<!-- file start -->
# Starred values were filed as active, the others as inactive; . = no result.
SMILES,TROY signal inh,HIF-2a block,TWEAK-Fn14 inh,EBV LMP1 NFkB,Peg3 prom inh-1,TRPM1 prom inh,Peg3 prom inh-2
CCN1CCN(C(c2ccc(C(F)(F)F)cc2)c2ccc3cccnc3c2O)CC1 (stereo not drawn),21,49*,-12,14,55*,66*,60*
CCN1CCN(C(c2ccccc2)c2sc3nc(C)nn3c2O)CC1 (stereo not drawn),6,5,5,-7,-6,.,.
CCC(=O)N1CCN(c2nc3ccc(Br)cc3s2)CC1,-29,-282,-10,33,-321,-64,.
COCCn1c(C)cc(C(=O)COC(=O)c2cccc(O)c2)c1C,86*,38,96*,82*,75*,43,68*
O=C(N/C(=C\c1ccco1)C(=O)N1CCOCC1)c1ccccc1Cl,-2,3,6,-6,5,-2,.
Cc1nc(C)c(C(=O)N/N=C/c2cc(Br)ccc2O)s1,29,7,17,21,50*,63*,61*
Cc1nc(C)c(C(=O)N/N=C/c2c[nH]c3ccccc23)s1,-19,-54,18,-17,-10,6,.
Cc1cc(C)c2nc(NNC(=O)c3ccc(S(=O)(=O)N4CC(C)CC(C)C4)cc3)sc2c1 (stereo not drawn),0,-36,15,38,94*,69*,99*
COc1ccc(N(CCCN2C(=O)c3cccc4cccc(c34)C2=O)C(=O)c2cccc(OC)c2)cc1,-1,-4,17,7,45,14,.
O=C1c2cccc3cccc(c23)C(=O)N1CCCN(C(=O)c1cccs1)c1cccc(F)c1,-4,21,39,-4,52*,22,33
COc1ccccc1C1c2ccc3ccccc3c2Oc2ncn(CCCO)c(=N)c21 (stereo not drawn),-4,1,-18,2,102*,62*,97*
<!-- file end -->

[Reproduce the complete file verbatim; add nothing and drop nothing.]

# Starred values were filed as active, the others as inactive; . = no result.
SMILES,TROY signal inh,HIF-2a block,TWEAK-Fn14 inh,EBV LMP1 NFkB,Peg3 prom inh-1,TRPM1 prom inh,Peg3 prom inh-2
CCN1CCN(C(c2ccc(C(F)(F)F)cc2)c2ccc3cccnc3c2O)CC1 (stereo not drawn),21,49*,-12,14,55*,66*,60*
CCN1CCN(C(c2ccccc2)c2sc3nc(C)nn3c2O)CC1 (stereo not drawn),6,5,5,-7,-6,.,.
CCC(=O)N1CCN(c2nc3ccc(Br)cc3s2)CC1,-29,-282,-10,33,-321,-64,.
COCCn1c(C)cc(C(=O)COC(=O)c2cccc(O)c2)c1C,86*,38,96*,82*,75*,43,68*
O=C(N/C(=C\c1ccco1)C(=O)N1CCOCC1)c1ccccc1Cl,-2,3,6,-6,5,-2,.
Cc1nc(C)c(C(=O)N/N=C/c2cc(Br)ccc2O)s1,29,7,17,21,50*,63*,61*
Cc1nc(C)c(C(=O)N/N=C/c2c[nH]c3ccccc23)s1,-19,-54,18,-17,-10,6,.
Cc1cc(C)c2nc(NNC(=O)c3ccc(S(=O)(=O)N4CC(C)CC(C)C4)cc3)sc2c1 (stereo not drawn),0,-36,15,38,94*,69*,99*
COc1ccc(N(CCCN2C(=O)c3cccc4cccc(c34)C2=O)C(=O)c2cccc(OC)c2)cc1,-1,-4,17,7,45,14,.
O=C1c2cccc3cccc(c23)C(=O)N1CCCN(C(=O)c1cccs1)c1cccc(F)c1,-4,21,39,-4,52*,22,33
COc1ccccc1C1c2ccc3ccccc3c2Oc2ncn(CCCO)c(=N)c21 (stereo not drawn),-4,1,-18,2,102*,62*,97*